Canada: A List of Attacks on The Muslim Community

Published June 9th, 2021 - 04:26 GMT
An Anti Muslim supporter
An Anti Muslim supporter (Shutterstock)
Highlights
The Quebec City attack has led to widespread public debate in Canada about why Islamophobic attacks motivated by right-wing political views have been on the rise across the country. 

A Pakistani-Canadian family recently fell victim to another hate crime against Muslims in Canada. Here is a list of some historic attacks against the country’s largely peaceful Muslim community.

Five members of a Muslim family became the latest target of anti-Islam attacks in Canada. The hate crime claimed the lives of four family members and critically wounded a child. 

The 20-year-old Canadian attacker, Nathaniel Veltman, ran over the family with his pick-up truck in London, Ontario on Monday. 

Canadian authorities defined the incident as a “horrific act of Islamophobia.”  

While Canada presents itself as one of the most liberal states under its Prime Minister Justin Trudeau, anti-Islam hate crimes continue to be a threat to both communal peace and Muslim lives in the North American country. 

Canadian legal authorities, like most Western countries, do not define anti-Islam attacks as terrorist acts despite calling incidents by radical armed groups like Daesh and Al Qaeda terror acts. 

Here is a short list of some past anti-Islam attacks in Canada: 

Quebec City mosque attack

In late January 2017, Alexandre Bissonnette, a 27-year-old university student and a former Royal Canadian Army Cadet, attacked the Islamic Cultural Centre of Quebec City, killing six worshippers and wounding five others.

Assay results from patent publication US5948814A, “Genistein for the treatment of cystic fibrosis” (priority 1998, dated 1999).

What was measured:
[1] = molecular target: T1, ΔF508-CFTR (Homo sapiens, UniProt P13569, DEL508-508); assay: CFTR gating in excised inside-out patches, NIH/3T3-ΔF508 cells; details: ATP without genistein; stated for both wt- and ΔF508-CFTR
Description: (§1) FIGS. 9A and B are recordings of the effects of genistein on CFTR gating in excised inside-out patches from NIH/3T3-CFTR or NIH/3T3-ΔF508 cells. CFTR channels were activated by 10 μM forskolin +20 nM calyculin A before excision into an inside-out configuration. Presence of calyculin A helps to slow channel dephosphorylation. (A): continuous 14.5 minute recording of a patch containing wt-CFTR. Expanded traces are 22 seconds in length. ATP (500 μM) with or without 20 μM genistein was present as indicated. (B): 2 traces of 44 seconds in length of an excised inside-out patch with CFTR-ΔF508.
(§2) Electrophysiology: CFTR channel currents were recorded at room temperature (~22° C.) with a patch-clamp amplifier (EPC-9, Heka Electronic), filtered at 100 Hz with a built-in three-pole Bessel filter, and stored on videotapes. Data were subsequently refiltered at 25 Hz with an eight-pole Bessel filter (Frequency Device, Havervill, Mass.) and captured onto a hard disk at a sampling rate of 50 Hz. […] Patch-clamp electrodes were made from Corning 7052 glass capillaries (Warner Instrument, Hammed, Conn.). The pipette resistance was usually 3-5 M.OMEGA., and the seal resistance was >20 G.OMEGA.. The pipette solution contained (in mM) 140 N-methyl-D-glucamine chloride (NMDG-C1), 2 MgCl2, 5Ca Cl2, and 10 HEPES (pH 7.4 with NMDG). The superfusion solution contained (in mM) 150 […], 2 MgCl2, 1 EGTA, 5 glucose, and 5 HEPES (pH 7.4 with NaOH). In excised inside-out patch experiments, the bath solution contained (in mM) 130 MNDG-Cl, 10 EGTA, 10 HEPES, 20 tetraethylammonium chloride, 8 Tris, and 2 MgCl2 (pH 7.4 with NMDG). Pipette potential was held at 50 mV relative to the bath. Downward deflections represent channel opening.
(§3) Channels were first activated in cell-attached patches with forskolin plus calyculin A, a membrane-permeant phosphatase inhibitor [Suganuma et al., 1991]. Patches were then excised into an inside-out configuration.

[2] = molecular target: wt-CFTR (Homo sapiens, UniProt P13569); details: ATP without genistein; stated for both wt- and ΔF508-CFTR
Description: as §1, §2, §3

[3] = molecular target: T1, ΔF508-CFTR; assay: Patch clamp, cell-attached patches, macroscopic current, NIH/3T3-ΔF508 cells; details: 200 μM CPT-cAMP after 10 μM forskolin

Bissonnette held similar views to New Zealand’s Christchurch mosque shooter, Brenton Tarrant, an Australian citizen, having far-right and white supremacist political views. The Canadian attacker was also a fan of former President Trump and French far-right leader Marine Le Pen. 

The attacker was sentenced to life in prison. While Canadian leaders like Trudeau called the assault an act of terror, Bissonnette was not charged under the terrorism clause of the country’s Criminal Code. 

The Quebec City attack has led to widespread public debate in Canada about why Islamophobic attacks motivated by right-wing political views have been on the rise across the country. 

In 2017, hate crimes climbed significantly in Canada to the previous year. But with a 207 percent increase in hate crimes against Muslims, anti-Islam attacks were much higher than attacks against other social groups. 

Even after the Quebec City Mosque shooting, which was widely condemned by the country’s leaders, attacks against Muslims “peaked”, according to an Islamophobia report.  

Attacks on other mosques

Canada’s Islamic worshipping centres have been the target of anti-Islam attacks during the last decade. Mosques have been constantly threatened by hate groups since 2013. 

In 2015, the only mosque in Ontario’s Peterborough was set on fire by a hate group. A year before that vandalisation, another anti-Islam assault, which was prevented by the police, targeted a Montreal mosque. In 2014, the Montreal police found a suspicious package in front of another mosque. The package was neutralised by the police. 

Attacks on hijabi women

In Canada, many Muslim women have been long targeted by hate groups. Some of those attacks have apparently increased after Quebec, the country’s French-speaking second largest province by population, considered a bill which proposed a ban on wearing religious symbols including hijab in public spaces in 2013. The bill failed to become law. 

In 2013, a number of Muslim hijabi women were assaulted across Quebec as attackers forcibly removed their headscarves. Since then, hijabi women including one pregnant woman have been targeted by racist attackers. 

Despite continuing attacks, in 2019, Quebec premier François Legault claimed that there was “no Islamophobia in Quebec.” After a political backlash, he backtracked from his comment. 

Canadian media

Canadian media has fuelled anti-Muslim sentiment, making the country’s Islamophobia-related issues worse, according to experts. 

“Islamophobia is a direct result of the anti-Muslim rhetoric conveyed in the media”, said a 2019 statement by Canadian Muslim Alliance, referring to the country’s press organisations. 

“We appeal to the Canadian, Quebec and municipal governments to stand against this type of hate speech. Words matter,” the statement added. 

This article has been adapted from its original source.


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